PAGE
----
Gaithersburg (MD) - A new high-frequency cooling device was recently demoed at the Maryland-based National Institute of Standards and Technology (NIST) building. The cooler tackles several ongoing challenges, including lower external temperatures, higher frequencies, and rapid cooling.
Targeted at industrial space and military applications, the "cryocooler" is able to achieve extremely cold temperatures (-370 degrees Fahrenheit) quickly, by using helium gas.
The cooler operates at 120 Hz, which is twice the speed of normal cooling devices. Accordingly, a smaller oscillator is used to generate the gas flow, cutting back on the size of the cooler.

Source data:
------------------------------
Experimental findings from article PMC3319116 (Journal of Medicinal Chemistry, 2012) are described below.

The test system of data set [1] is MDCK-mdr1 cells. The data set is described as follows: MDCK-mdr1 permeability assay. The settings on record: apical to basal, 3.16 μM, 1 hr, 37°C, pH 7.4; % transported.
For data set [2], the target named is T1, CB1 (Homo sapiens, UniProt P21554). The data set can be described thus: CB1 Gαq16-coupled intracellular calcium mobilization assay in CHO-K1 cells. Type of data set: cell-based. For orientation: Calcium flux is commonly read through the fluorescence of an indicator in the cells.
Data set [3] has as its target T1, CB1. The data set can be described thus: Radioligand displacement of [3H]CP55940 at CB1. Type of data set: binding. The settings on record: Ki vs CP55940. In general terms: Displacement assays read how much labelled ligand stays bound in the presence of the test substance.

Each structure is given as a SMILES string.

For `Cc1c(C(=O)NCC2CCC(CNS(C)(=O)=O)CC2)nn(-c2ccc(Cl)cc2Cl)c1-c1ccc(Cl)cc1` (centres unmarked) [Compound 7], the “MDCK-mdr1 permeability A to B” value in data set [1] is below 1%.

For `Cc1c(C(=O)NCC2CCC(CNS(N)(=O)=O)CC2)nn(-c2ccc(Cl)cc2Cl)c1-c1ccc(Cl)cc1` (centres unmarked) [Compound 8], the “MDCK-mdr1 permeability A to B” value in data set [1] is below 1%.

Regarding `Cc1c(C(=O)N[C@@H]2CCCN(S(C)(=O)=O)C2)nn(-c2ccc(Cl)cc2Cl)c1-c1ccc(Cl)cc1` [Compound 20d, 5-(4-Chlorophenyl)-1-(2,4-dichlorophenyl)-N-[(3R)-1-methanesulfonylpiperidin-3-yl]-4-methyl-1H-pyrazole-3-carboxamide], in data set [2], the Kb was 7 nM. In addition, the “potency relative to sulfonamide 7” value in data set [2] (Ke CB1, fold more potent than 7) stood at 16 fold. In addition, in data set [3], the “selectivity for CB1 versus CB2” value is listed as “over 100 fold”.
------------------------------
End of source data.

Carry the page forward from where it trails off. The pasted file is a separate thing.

The NIST claims this is all done without losing any efficiency, which has been a problem with smaller coolers in the past. The refrigeration process happens by expanding the hot helium gas to cool it down. Then, the gas enters the storage compartment of the cooler, enabling it to pick up and take away the heat from the object that's being cooled.
The cryocooler repeats this process at the rate of 120 times per second to cool down devices such as astronautic instruments.
Cryocooling is one of the NIST's main focuses right now, and the governmental organization says it hopes to eventually reach operating frequencies of 1000 Hz without losing any efficiency.